Putting yourself in terrible conditions and areas and forcing yourself to create a great image is a must. I heavily rely on additive lighting for all of my weddings. I use a studio strobe light and modifier when shooting outdoor weddings. I put my subject’s back to the sun when shooting in bright sunlight. I set my exposure to slightly underexpose my subject. This darkens down the background a bit, making it more pleasing to the eye. I then use my studio strobe to add the proper amount of lighting back to my subject.

Fumbling with settings and exposures on the wedding day is a recipe for disaster. It takes your mind off of being creative and spins you into a state of anger. This struggle is very obvious to all of those around you. This can hurt your credibility, put doubt in people’s minds and make weddings wildly unenjoyable.

If you have a family and photograph weddings, one of them will eventually suffer. I realized that early on, and did not want either of them to suffer. My family is obviously the most important thing in my life. I knew that once my children came into this world, I was going to create a six-hour time frame for my weddings.

Money is important, but spending down time with your family has a price as well. If you are not always working to maintain a balance between the two, you will not find success. I know people in the wedding industry who missed nearly everything on the weekends while their children were growing up. If you photograph weddings, you should take a day off during the week to give back to your family. True success comes when you are not burning the candle at both ends.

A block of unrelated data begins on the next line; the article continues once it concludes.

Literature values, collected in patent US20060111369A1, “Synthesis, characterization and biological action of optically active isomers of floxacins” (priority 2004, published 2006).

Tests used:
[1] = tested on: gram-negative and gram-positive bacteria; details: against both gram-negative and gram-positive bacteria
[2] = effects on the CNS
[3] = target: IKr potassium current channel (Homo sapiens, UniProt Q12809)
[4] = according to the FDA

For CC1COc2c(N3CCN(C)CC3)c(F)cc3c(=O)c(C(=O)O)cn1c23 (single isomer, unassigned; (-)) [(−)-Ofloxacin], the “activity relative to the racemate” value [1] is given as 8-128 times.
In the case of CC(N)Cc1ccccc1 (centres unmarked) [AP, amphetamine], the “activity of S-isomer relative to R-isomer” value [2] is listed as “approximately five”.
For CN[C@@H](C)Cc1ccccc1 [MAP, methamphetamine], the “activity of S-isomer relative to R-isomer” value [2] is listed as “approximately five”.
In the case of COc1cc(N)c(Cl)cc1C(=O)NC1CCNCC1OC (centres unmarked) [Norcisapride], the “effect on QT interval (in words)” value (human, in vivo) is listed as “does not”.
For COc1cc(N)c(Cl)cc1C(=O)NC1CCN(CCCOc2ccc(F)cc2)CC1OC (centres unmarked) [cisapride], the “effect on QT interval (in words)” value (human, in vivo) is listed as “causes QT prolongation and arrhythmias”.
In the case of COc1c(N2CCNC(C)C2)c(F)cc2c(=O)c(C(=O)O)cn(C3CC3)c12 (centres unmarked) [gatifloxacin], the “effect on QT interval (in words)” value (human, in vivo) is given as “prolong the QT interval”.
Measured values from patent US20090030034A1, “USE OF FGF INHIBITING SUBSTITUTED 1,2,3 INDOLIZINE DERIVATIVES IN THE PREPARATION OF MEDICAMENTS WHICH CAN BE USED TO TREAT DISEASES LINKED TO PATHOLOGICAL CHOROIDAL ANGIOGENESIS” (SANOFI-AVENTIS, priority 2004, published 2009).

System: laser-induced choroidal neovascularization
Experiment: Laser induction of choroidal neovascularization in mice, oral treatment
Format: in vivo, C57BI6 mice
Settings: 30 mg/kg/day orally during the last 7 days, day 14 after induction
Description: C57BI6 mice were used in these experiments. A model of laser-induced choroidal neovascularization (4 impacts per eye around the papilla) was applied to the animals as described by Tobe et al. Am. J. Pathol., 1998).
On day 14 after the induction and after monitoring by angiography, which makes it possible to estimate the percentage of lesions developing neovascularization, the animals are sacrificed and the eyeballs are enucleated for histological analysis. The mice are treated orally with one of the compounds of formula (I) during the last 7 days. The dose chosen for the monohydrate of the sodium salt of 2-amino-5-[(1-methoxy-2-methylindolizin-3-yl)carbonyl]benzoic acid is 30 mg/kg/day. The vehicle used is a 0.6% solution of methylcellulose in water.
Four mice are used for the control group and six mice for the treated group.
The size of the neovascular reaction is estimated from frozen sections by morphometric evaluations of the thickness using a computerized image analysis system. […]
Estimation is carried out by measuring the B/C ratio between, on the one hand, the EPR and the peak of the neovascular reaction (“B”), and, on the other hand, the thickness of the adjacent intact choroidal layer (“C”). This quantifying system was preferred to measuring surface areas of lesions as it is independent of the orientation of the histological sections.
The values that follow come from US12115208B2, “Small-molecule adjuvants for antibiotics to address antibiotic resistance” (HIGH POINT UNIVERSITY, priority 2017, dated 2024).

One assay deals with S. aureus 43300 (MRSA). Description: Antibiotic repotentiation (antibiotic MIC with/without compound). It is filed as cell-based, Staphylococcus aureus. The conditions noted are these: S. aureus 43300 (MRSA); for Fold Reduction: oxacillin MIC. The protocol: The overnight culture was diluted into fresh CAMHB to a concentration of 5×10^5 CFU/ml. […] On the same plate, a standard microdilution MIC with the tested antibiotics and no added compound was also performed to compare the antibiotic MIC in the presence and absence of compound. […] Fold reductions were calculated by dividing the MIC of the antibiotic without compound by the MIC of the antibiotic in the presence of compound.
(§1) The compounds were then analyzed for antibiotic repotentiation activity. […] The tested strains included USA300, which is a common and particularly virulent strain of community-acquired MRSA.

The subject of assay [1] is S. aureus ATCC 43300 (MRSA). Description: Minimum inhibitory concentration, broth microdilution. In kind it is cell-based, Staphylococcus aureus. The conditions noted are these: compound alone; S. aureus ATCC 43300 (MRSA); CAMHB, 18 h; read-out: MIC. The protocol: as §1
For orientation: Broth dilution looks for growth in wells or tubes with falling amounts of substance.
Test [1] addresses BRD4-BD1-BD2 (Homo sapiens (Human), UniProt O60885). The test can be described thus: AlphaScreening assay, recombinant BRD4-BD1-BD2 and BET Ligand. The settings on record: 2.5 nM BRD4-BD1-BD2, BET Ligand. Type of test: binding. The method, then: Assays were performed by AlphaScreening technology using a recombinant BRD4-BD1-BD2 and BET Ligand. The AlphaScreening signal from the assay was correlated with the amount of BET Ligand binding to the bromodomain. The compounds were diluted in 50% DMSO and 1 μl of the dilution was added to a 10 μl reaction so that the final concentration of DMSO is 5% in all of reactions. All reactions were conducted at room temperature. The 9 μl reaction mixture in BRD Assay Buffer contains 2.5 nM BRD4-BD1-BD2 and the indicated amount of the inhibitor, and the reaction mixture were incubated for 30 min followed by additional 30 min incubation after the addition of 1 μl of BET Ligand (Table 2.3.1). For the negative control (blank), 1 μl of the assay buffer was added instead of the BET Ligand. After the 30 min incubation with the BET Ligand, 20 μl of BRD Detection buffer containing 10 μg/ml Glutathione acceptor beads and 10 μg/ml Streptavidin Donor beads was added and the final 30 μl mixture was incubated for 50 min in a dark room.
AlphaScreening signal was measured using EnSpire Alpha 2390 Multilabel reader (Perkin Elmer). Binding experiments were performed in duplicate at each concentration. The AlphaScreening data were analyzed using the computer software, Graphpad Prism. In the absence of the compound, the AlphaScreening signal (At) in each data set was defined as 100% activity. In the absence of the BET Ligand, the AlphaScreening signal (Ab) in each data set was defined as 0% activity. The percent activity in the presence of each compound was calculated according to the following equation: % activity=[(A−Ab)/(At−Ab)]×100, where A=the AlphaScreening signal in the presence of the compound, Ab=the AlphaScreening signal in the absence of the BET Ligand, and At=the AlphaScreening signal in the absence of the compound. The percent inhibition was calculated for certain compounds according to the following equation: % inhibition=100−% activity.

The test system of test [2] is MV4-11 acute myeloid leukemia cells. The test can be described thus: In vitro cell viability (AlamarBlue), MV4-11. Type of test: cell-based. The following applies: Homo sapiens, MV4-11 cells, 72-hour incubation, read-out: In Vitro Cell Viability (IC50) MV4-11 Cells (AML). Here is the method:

Wedding directors can make or break you. The moment I receive a lead on a wedding, I let them know we will need to all meet with the wedding director before any planning gets underway. During this time, I let my bride know how important it is that we stick to my shooting schedule. This conversation needs to be had with the bride and director present. Tell her that the photography will suffer if the schedule is not respected.

These conversations do not have a negative tone or vibe. I am very courteous and respectful. The main purpose is to mark my territory and ensure everyone knows what it takes to create what I do. Photographers are usually running short on time because people don’t understand that it takes time to create variety and a beautiful album. Getting all parties together early and educating them on your process is key. This sets the tone.

The wedding industry is forever changing. Continue to believe in what you do and what you create. Never fall victim to price shoppers. If you lower your pricing just to beat someone else, you will never be very excited about that job. Since you have laid the groundwork, you will be able to ask the couple if there is anything else they need, thank them and let them know that you will be at the reception for 30 more minutes, and then you are headed home.

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The six-hour wedding is liberating. No more standing around the dance floor for countless hours photographing the same thing all night. Ask the parents before leaving if there is anything they can think of that they may want from you. This gives them the opportunity to speak now or forever hold their peace.

Weddings can be a lot of fun. But you need to have a schedule, keep it short and work smart.

 

Want more information on this article? Get access to video content and additional supporting images. Launch the May issue of the magazine by logging in or signing up for a free account by clicking here. Shutter Magazine is the industry’s leading professional photography magazine.

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All-Day Weddings in Six Hours with Blair Phillips